Insanity Defence

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A legal defence that a person cannot be convicted of a crime if he lacked criminal responsibility by reason of insanity—a term defined as a matter of law; the premise is that where there is no mens rea—guilty mind—by reason of insanity, there is no criminal responsibility
References in periodicals archive ?
Experts say there are two levels of insanity defences.
Malvo's lawyers are presenting an insanity defence to capital murder charges in the death of FBI analyst Linda Franklin, who was shot on October 14, 2002.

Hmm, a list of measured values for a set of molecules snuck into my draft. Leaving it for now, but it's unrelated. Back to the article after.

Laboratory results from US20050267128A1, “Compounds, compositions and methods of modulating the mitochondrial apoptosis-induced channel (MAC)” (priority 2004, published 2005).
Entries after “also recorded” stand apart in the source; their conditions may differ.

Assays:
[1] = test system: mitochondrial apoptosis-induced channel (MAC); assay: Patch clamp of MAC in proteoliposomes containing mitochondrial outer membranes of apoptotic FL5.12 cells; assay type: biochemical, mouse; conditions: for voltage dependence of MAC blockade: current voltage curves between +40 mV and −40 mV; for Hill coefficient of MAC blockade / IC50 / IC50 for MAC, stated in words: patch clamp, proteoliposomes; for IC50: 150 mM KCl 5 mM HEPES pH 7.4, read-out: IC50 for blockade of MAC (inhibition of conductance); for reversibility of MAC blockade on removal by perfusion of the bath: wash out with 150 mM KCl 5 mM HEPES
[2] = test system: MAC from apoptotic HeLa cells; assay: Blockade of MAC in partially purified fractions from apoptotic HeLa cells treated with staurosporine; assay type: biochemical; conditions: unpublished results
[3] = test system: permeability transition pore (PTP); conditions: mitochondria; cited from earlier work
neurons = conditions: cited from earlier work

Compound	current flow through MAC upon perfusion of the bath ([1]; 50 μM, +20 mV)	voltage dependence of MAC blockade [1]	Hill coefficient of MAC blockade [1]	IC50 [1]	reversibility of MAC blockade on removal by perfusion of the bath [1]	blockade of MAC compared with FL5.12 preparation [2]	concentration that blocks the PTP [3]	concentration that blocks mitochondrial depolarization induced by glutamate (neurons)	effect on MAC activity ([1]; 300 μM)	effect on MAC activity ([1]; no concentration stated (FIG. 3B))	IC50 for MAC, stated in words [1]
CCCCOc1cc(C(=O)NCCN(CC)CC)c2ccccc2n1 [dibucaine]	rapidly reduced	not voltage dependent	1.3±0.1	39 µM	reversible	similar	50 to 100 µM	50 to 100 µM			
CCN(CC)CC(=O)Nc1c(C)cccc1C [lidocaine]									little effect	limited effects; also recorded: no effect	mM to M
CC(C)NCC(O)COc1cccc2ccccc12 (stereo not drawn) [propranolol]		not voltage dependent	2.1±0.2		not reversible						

Lawyers for Washington sniper suspect Lee Malvo are to mount an insanity defence at his murder trial, arguing that the teenager was a victim of 'indoctrination' by his older co-defendant John Muhammad.
Marilyn Lemak, 44, had seen her insanity defence for the 1999 killing of the children, aged three, six and seven, rejected by a jury.
However, a trial was required because the Act states that only a jury can decide if the insanity defence is valid.
Lawyers for New Yorker David Tarloff, 40, who was in court to plead not guilty to murdering Kathryn Faughey in February, will use the claim to help form the basis of a possible insanity defence.